The limitations of this study must be addressed. First, the sample size of 24 critically ill patients warrants confirmation in larger trials. Second, the study was an observational study, in which elucidating the cause and effect relationships of specific (immunological and inflammatory) mechanisms was not possible. Finally, our results do not directly demonstrate that NK cell hyporesponsiveness in the ICU group was significantly correlated with decreased IL-12 and IFN-γ. Despite these limitations, we observed greater reductions in NK cell activities and serum IL-12 levels and an absence of serum IFN-γ in the early phase in critically ill patients than in age-, sex-, and BMI-matched healthy controls. We also detected a decrease in serum albumin and prealbumin and an increase in the leukocyte count, serum IL-6, and hs-CRP. Furthermore, in contrast to the increased production of IL-6 and IL-1β from non-stimulated PBMCs, the decreased production of IL-6, TNF-α, and IL-1β from LPS-stimulated PBMCs in the ICU group suggest an impaired inflammatory response in critically ill patients.
This study investigated NK cell activities, circulating cytokine levels and PBMC cytokine production status in critically ill patients. The ICU group showed lower NK cell activities and serum levels of albumin and IL-12 and higher leukocyte counts and hs-CRP and IL-6 levels than the controls. Non-stimulated PBMCs from ICU patients secreted significantly higher amounts of IL-6 and IL-1β than those from controls, while production of IL-6 and TNF-α in response to LPS stimulation (5 or 10 ng/mL) was lower in the ICU group. Similarly, the production of IL-1β in response to LPS stimulation (10 ng/mL) was also significantly lower in the ICU group. Our findings suggest that great reductions in NK cell activities and serum IL-12 levels, an absence of serum IFN-γ, and decreased cytokine production from LPS-stimulated PBMCs could indicate the hyporesponsiveness of NK cells and an impaired inflammatory response in the early phase of critical illness.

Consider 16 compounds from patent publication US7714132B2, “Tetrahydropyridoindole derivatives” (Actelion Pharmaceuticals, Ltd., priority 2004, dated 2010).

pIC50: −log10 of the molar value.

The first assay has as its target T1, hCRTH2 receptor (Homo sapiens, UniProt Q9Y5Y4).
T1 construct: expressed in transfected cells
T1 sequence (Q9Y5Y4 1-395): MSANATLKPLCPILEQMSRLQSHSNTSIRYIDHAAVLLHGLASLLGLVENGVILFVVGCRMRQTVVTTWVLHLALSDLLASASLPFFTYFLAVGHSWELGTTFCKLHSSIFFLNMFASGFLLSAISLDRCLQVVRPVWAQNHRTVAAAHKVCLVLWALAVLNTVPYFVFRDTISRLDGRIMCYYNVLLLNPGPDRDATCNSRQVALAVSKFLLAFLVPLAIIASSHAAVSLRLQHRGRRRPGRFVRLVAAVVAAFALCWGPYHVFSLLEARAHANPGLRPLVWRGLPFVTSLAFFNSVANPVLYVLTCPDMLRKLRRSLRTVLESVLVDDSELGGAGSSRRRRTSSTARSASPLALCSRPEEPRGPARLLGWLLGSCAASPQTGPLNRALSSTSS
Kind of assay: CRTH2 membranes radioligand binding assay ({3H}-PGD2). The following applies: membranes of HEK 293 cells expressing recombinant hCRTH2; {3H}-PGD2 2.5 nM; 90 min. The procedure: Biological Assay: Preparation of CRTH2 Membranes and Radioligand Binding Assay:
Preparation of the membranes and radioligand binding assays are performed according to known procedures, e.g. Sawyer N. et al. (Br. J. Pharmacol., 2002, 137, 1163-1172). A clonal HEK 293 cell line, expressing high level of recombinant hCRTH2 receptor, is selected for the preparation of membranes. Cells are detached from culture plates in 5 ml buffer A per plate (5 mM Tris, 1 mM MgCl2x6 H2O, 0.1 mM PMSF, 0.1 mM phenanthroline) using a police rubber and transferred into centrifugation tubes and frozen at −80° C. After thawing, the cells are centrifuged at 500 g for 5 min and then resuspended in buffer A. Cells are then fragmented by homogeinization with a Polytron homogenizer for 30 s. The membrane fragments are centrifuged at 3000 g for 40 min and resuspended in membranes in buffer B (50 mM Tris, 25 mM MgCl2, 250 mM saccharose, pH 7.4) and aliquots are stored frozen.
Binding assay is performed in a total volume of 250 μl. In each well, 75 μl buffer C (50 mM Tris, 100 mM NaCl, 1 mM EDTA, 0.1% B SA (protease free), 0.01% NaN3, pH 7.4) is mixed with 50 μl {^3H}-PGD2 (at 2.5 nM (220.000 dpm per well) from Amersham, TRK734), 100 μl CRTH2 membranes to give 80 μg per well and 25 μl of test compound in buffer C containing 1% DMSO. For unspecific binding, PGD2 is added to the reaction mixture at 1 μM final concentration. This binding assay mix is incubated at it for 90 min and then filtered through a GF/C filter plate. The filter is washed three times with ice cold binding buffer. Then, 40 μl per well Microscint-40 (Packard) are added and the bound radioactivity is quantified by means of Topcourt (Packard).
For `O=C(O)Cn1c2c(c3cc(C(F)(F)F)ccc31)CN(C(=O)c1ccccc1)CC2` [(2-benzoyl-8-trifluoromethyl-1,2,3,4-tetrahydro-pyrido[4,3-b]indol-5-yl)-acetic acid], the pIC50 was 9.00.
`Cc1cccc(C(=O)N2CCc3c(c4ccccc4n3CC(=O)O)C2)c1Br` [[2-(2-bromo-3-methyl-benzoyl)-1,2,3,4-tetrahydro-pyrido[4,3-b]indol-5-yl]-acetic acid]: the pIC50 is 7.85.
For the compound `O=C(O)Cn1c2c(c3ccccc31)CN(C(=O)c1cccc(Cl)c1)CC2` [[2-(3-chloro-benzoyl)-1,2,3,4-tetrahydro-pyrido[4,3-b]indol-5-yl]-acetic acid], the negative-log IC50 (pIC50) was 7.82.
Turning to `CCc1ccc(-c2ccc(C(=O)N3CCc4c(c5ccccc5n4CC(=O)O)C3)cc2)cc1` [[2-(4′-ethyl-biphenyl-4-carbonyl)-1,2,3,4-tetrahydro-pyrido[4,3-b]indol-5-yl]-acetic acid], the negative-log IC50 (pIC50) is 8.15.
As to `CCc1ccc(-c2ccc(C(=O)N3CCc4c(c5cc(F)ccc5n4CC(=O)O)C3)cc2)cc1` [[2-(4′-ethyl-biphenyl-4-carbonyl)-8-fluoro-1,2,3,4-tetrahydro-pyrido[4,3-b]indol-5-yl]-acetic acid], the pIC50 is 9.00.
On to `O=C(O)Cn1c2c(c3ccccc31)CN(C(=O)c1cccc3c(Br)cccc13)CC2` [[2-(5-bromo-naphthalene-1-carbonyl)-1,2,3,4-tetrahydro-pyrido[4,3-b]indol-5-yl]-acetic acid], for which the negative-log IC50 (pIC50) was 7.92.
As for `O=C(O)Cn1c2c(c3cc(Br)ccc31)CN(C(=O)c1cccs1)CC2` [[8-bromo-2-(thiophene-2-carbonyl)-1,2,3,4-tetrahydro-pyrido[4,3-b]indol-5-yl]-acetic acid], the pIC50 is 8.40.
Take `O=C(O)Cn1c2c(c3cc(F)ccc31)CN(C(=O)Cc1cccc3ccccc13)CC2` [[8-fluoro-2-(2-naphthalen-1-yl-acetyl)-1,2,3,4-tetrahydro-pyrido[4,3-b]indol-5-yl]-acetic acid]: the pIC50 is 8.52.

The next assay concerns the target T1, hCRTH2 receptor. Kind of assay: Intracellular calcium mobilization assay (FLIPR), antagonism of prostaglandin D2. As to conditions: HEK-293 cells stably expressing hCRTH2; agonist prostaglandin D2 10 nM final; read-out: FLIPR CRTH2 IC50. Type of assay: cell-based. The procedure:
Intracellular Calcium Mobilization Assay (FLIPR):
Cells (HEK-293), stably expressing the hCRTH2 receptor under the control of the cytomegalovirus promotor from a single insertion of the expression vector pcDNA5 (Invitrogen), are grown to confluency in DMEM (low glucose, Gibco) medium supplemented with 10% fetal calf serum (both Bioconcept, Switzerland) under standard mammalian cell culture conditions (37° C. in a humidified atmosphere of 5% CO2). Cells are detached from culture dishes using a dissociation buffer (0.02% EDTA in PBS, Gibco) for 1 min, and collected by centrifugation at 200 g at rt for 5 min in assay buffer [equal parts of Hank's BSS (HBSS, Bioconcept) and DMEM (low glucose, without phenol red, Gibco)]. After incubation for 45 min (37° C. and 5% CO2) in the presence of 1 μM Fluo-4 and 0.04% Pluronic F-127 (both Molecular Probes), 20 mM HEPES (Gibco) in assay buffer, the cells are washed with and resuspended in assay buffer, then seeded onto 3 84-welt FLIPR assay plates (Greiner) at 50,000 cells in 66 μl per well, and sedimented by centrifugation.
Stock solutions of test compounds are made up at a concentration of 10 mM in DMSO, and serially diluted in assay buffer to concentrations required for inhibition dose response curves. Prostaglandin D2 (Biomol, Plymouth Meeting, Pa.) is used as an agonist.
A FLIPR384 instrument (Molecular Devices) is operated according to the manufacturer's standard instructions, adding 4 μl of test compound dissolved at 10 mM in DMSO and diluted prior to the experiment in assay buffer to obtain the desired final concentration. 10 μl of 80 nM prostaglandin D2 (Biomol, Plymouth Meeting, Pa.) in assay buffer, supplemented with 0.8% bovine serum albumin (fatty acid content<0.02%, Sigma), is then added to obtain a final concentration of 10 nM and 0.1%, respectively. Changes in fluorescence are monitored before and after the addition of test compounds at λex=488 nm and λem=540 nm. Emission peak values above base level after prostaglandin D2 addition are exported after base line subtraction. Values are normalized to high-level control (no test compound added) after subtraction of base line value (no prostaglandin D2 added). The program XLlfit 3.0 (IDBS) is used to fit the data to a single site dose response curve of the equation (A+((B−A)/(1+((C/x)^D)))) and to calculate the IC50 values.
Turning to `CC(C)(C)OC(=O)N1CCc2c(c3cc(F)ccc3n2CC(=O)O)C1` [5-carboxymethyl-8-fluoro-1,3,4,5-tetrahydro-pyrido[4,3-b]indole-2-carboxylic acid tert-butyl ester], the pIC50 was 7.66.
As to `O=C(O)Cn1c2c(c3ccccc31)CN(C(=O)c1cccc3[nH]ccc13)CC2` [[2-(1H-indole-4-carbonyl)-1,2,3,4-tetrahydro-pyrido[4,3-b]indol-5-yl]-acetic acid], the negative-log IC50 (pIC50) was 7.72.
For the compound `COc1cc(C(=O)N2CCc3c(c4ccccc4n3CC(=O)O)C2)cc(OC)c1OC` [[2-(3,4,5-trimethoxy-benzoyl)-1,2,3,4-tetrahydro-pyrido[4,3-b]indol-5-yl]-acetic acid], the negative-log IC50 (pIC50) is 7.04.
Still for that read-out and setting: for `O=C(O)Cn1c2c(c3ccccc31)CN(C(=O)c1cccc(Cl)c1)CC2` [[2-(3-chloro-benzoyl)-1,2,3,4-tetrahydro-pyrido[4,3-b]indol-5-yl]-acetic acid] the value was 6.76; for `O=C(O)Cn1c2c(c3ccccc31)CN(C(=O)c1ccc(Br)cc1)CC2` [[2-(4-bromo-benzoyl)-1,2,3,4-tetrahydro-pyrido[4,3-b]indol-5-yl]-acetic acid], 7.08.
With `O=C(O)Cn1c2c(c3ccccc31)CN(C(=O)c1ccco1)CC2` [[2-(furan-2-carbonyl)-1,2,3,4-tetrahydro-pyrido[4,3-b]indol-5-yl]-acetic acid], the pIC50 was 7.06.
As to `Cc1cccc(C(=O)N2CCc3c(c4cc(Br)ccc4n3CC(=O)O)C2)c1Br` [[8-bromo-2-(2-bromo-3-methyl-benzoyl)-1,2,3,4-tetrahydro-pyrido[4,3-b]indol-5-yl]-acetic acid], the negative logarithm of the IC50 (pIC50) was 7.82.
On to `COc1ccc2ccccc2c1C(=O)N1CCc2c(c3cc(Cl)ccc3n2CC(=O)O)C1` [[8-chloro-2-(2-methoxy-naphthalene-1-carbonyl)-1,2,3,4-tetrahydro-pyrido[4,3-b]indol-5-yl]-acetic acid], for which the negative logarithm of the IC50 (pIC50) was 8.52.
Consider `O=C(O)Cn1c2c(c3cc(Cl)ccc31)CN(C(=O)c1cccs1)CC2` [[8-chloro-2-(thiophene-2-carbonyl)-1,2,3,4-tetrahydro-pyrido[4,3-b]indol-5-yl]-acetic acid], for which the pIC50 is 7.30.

This work was supported by the Bio-Synergy Research Project (NRF-2012M3A9C4048762) of the Ministry of Science, ICT and Future Planning through the National Research Foundation, Republic of Korea.
The data that support the findings of this study are available on request from the corresponding author [JHL].
Sample collection and experiments were performed by MJK, HJ, JSC, YSK, JGL, YC, and JHL. Data were analyzed and interpreted by MKK and JHL. JHL provided the research funding, and MKK and JHL wrote the manuscript. All authors critically revised the manuscript, read and approved the final manuscript, and agree to be fully accountable for ensuring the integrity and accuracy of the work.
Written informed consent was provided by a close family member. This investigation was approved by the Institutional Review Board at Yonsei University Severance Hospital (Seoul, Korea; Approval Number: 4–2013-0902) and conducted according to the Helsinki Declaration.
The authors declare that they have no competing interests.
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Minkyung Kim, Email: rk.ca.iesnoy@6010mikkm.
Minjoo Kim, Email: rk.ca.iesnoy@mikoojnim.
Hana Jeong, Email: ten.liamnah@nhgnoejyppah.
Jey Sook Chae, Email: rk.ca.iesnoy@eahckoosyej.
Young Sam Kim, Email: ca.shuy@mikmasy.
Jae Gil Lee, Email: ca.shuy@iikaj.
Younsoo Cho, Email: ca.shuy@ohcsy.
Jong Ho Lee, Phone: +82-2-2123-3122, Email: rk.ca.iesnoy@beelhj.